WASHINGTON — A new biography on the late Steve Jobs provides unprecedented access into the mind of one of the computer age’s most brilliant and unconventional thinkers.
“Steve Jobs,” by journalist and Aspen Institute CEO Walter Isaacson, paints a picture of the man who became one of the leading minds in computer technology by his mid-20s. Through a story that traces Jobs’ birth through death, Isaacson hopes the reader gets a sense of the importance Jobs placed on combining artistry with technology, and imagination with engineering.
“Steve Jobs’ great strength was bringing together the ideas and intellect of truly great, talented people,” Isaacson told WTOP afternoon anchor Shawn Anderson, “and getting them to create products they’d never dreamed of.”
He wasn’t a team player, Isaacson said, but he was able to create very strong teams, and inspire the best ideas and sense of loyalty in them. The author credits this not only to Jobs’ brilliance, but also to his sense of honesty.
The ability to tell a colleague precisely what he thought was the “price of admission” for sitting with him in a brainstorming session.
Jobs’ uniqueness traces back to his childhood, Isaacson says, when he realized through discussions with his father that Jobs was smarter than him. His parents fostered the idea that young Jobs was special, and he used this sense of self-entitlement to succeed.
That “gift” let him “play by his own set of rules, to think of himself as chosen to do special things,” Isaacson says.
But Jobs can’t take credit for all of his successes. Isaacson points to the crucial partnerships he formed throughout his life as essential to his personal success, as well as to that of Apple: development partner Steve Wozniak possessed an unparalleled engineering mind, starkly contrasted against Jobs’ marketing instincts. A lifelong competition against Microsoft founder Bill Gates spurred the creation of many important technological developments. And the support from his marriage (which Isaacson calls a “perfect partnership”) and other members of his family proved essential to Jobs through his death.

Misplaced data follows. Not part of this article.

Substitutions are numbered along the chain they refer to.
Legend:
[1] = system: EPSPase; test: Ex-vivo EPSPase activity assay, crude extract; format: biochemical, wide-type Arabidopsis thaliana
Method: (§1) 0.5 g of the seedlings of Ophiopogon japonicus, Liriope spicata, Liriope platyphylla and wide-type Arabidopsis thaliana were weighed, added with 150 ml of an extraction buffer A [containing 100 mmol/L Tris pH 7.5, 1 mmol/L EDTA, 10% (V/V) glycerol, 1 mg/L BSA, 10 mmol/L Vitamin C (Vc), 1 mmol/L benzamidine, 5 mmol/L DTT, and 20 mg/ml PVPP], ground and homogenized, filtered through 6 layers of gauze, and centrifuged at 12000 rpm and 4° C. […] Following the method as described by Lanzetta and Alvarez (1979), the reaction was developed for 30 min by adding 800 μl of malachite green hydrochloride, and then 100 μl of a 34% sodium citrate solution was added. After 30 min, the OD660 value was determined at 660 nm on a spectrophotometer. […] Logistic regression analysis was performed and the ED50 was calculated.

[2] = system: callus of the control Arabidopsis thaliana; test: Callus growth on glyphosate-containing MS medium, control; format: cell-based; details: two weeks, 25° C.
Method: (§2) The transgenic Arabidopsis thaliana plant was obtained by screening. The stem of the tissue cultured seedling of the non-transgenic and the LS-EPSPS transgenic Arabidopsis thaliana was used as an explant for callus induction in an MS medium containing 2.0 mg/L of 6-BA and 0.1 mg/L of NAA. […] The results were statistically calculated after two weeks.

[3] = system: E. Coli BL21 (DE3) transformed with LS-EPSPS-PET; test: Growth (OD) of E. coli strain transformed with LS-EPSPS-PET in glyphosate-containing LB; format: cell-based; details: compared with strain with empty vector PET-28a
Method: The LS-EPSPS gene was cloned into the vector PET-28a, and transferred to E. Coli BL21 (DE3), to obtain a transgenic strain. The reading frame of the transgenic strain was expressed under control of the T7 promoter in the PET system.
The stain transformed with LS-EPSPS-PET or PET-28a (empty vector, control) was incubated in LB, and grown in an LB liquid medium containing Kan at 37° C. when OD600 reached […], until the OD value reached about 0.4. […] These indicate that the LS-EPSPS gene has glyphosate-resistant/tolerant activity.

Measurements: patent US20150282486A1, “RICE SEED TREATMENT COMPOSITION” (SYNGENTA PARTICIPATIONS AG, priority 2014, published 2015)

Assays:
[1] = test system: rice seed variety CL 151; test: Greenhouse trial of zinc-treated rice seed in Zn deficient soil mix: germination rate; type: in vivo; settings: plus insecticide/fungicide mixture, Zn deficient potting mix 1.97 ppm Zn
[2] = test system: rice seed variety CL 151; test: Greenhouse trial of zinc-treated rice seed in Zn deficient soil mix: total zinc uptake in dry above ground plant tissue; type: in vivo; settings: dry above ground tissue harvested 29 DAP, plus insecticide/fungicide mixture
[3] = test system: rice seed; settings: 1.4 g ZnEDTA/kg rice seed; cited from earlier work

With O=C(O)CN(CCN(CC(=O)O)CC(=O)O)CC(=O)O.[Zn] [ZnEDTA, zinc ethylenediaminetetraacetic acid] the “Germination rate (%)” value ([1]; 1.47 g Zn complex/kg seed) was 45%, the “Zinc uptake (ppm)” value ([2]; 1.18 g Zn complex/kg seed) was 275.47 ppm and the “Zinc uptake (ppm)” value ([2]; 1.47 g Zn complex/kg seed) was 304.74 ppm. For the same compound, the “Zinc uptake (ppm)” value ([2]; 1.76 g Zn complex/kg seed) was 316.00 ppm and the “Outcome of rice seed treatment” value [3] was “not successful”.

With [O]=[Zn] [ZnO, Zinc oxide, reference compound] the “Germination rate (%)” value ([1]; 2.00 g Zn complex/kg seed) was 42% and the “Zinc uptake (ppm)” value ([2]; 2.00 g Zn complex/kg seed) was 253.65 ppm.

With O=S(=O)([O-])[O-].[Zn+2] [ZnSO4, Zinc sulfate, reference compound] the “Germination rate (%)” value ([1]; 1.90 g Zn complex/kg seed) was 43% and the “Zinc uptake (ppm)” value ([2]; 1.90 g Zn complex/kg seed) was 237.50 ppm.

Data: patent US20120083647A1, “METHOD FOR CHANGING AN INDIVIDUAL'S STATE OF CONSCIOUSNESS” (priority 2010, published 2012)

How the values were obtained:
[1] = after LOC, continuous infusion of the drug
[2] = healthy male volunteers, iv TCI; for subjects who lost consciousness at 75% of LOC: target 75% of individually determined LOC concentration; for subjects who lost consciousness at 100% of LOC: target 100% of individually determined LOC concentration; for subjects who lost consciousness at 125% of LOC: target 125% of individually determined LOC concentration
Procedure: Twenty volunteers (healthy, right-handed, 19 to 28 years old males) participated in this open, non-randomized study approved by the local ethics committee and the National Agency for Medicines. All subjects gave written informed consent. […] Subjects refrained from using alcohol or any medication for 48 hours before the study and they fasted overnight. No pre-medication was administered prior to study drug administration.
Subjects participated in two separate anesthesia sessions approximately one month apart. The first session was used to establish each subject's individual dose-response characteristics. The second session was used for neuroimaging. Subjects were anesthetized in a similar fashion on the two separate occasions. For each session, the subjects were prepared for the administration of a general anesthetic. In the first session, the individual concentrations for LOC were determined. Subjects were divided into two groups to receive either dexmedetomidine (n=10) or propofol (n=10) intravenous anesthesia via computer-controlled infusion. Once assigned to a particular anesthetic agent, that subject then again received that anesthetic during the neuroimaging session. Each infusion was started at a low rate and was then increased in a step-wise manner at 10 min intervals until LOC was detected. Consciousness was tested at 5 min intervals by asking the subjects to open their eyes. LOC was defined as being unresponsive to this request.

“Even though he was not always a focused father…he ends up with a very loyal, loving family and a great marriage,” says Isaacson.
Jobs always had a strong sense of his own mortality, the author says, specifically referencing the address Jobs gave to a Stanford graduating class after surgeries for his cancer. “He spoke at Stanford to say how liberating it is to know that you’re going to die.”
Family and work became the two most important things for Jobs, who was never interested in other worldly excesses.
Jobs spent the remainder of his life continually striving to create better products. That overarching sense of integration — from development to hardware to software to product packaging — is also what inspired Jobs to grant Isaacson the in-depth access to write his book.
“(Jobs said), ‘I want it to be honest. I don’t want it to be an in-house book,'” said Isaacson.
Listen to the full interview at right.
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(Copyright 2011 by WTOP. All Rights Reserved.)